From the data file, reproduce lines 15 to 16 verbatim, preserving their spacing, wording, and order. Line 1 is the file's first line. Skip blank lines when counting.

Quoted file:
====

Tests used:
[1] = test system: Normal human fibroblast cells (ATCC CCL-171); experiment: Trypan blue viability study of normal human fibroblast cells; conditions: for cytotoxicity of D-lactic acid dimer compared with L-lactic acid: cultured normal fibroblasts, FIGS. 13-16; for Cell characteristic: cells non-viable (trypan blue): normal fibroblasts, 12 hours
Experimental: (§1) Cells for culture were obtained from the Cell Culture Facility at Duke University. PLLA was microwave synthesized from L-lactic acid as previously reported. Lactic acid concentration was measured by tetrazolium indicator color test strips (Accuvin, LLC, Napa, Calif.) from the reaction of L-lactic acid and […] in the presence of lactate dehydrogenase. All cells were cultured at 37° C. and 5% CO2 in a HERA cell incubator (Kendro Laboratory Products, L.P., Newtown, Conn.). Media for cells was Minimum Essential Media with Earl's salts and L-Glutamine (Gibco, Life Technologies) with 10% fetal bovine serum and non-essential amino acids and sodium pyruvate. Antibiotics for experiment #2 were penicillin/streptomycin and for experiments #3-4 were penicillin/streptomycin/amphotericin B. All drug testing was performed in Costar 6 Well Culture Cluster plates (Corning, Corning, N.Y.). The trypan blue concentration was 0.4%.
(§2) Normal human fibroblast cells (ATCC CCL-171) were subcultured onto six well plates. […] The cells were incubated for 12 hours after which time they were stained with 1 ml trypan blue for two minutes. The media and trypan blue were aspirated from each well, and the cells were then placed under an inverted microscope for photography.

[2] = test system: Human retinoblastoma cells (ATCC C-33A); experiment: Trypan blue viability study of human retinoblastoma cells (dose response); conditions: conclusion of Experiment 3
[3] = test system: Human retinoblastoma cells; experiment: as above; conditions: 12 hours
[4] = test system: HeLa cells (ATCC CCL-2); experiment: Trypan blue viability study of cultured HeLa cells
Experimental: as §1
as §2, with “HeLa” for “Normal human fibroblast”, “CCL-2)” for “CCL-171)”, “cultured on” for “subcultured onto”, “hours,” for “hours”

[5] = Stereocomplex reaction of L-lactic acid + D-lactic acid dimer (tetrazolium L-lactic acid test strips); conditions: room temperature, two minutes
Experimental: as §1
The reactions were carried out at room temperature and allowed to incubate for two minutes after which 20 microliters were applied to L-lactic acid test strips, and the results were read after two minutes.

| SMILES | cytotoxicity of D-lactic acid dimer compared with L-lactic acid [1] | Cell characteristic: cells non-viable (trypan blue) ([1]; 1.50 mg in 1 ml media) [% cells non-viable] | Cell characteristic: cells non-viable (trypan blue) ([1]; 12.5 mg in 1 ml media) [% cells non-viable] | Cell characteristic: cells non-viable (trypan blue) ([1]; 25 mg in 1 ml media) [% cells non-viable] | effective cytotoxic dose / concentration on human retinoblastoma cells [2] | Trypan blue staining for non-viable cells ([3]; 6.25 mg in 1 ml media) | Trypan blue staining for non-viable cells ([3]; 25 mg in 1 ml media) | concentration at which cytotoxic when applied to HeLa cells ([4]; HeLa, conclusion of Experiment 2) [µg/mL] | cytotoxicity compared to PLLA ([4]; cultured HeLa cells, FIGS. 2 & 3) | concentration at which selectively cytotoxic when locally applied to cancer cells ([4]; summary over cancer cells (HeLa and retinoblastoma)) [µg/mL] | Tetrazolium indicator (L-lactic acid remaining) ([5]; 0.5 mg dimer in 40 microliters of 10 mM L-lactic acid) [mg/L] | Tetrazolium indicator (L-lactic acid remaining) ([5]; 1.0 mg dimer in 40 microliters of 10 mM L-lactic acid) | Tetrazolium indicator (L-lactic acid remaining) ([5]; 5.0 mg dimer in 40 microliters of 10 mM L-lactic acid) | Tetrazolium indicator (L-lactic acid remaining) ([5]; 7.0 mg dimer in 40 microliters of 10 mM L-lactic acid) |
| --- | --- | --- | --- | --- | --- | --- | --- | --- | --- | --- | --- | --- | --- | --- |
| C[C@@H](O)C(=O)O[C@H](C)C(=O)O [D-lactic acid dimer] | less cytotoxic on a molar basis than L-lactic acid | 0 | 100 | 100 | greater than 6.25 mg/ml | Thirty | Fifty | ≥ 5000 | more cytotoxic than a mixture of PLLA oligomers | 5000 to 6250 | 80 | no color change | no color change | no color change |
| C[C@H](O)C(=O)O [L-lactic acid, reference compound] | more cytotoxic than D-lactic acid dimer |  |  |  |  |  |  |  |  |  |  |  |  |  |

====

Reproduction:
| C[C@@H](O)C(=O)O[C@H](C)C(=O)O [D-lactic acid dimer] | less cytotoxic on a molar basis than L-lactic acid | 0 | 100 | 100 | greater than 6.25 mg/ml | Thirty | Fifty | ≥ 5000 | more cytotoxic than a mixture of PLLA oligomers | 5000 to 6250 | 80 | no color change | no color change | no color change |
| C[C@H](O)C(=O)O [L-lactic acid, reference compound] | more cytotoxic than D-lactic acid dimer |  |  |  |  |  |  |  |  |  |  |  |  |  |